Pub Rants

A Very Nice Literary Agent Indulges in Polite Rants About Queries, Writers, and the Publishing Industry

Hollywood or Bust?

STATUS: Busy. On the phone all day. Almost literally.

What’s playing on the iPod right now? SYMPATHY FOR THE DEVIL by The Rolling Stones

Or Bust for sure right now. Can you say reruns? It’s not just your TV screens going dark. The current strike in Hollywood will be impacting the book industry. Right now, it’s not clear as to how much—yet.

Book-to-film options are still happening but there may be a slowdown. Too soon to tell. If an option has already been bought and the screenplay delivered, then that project is probably sitting pretty.

If the screenplay needs revisions, then the strike hurts because screenwriters are on strike. I just hope both sides go back to the negotiating table soon. Right now that’s not looking likely.


10 Responses

  1. Anonymous said:

    I can support the writer’s strike in theory. On the other hand, this is a good chance for those writers to stay home and write some decent programming for a change – with less gratuitous sexual innuendo, fewer bratty, smart-mouthed kids, fewer dopey husbands, fewer wisecracking wives, and less predictable stories lines. I mean really! The only shows I watched this summer were Rescue Me, Damages, and Burn Notice.

  2. Anonymous said:

    I would like to point out to anonymous that the writers aren’t responsible for the quality of the content. It’s the 50 people who work at the studio whose sole job is justifying their employment. Imagine what would happen if 50 people read every draft of your manuscript and then gave you “notes.” Many of those notes are given just so the commenters say something, but nevertheless, the writer is forced to reduce the quality in order to make everyone happy (except the viewers.)

  3. Anonymous said:

    Take a gander at Tess Gerritsen’s blog for her experience working with Hollywood a while back. Sounds like there are many people trying to get writing credits out there who will change a script just so they get a piece of the pie as a ‘writer.’

    Ms. Gerritsen was so turned off by the experience, she never wanted to write a script again.

  4. Anonymous said:

    So let’s say a novelist’s agent negotiates one of those book-to-film deals and the novelist manages to convince everyone that he or she should write the script. Does that novelist have to join the WGA because he/she is now a screenwriter?

  5. Anonymous said:

    Writers of all kinds should be supporting the screenwriters. Having worked with Hollywood for a while, I’m a little too familiar with that system. The caterer, the truck drivers, and the guy who handles the dogs all get credit on a film, as you can see if you sit through them. There are often MANY writers on a film project — often including the person who dreamed up the idea and characters in the first place, as well as writers brought in to tweak characters or beef up dialogue or add humor — who don’t get credit at all. The strike is not over this particular issue, but the treatment of writers by Hollywood is generally abusive.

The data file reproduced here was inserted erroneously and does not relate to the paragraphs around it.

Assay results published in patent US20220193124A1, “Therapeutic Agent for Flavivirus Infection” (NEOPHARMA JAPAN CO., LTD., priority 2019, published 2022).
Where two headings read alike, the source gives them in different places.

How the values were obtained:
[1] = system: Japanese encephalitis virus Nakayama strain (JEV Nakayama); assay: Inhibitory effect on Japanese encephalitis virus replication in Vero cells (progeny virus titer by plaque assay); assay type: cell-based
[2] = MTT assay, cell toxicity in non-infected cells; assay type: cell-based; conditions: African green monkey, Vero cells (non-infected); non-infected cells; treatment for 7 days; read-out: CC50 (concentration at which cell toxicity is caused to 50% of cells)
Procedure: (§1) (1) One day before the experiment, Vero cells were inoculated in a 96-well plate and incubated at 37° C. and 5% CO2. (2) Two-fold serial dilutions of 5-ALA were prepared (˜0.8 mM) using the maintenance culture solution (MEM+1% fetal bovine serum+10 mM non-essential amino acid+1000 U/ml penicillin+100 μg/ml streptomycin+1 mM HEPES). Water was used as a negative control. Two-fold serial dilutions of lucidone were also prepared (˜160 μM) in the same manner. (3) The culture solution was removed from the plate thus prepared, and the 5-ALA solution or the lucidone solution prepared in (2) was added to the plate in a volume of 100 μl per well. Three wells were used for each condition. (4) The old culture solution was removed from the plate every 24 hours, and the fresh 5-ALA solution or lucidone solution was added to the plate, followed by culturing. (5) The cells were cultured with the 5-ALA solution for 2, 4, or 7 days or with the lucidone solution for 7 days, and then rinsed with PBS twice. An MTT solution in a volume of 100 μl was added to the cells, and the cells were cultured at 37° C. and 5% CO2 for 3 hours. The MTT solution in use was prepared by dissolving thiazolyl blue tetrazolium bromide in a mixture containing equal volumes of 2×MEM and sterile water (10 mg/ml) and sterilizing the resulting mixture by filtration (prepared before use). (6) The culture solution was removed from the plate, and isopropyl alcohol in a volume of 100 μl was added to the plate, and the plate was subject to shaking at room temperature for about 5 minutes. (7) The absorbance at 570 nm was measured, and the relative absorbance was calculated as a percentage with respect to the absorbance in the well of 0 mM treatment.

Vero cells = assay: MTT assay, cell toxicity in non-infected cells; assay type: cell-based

And anon 8:16 — most novelists run like the wind. If you don’t have screenwriting experience, you’re VERY unlikely to get that role on the film — and most of us who have been there don’t want it. The development (read: story corruption) process is too painful. Take the money and run.

  6. Anonymous said:

    Anon 10:15 — Thanks. Even if the opportunity were offered to me (not holding my breath), I would have no interest in adapting my work for the screen. I have a passing acquaintance with a screenwriter, and I’ve heard enough to know better.

    But let’s say I was stupid — would I have to join the union?

    Also, I agree completely about supporting the screenwriters. If the studios etc. are making money posting shows on the Internet, the writers should get their fair share.

  7. Anonymous said:

    Anon 8:16 — if I remember correctly (and hopefully someone will correct me if this is wrong or outdated), membership is never required — although a director in the DGA might be reluctant to hire a non-union writer for cross-union-support reasons. (But not likely).

    But you have to have earned a certain number of credits (depending on the type of writing & $$ earned) to even be able to join. So new writers are never members, whether they like it or not, until after they’ve done a certain amount of work in the biz. It used to be like outright sale of a film script of at least six figures, or multiple options, or so many 1/2 hour TV scripts, etc.

    The reason people do join, other than strike-related negotiating power, is for health care and other sorts of bennies like that.

    Anon 10:15 (I can’t get my sign-in to work. Must have my username wrong or something)

  8. wordsmith said:

    If you write for a struck company during a strike, you’re a scab.

    If you scab, you will be denied WGA membership for life and every writer you come across will treat you with contempt. Because you’re a scab.

    If you’re in the WGA and you want to scab, you can go fi-core. And as you scab, you can gain the contempt of your fellow WGAers who are putting everything on the line to keep writers – current and future – from being screwed over by the AMPTP.

    If you’re in the WGA and you scab, you will most likely be turned in (by people you least expect) and face disciplinary actions.

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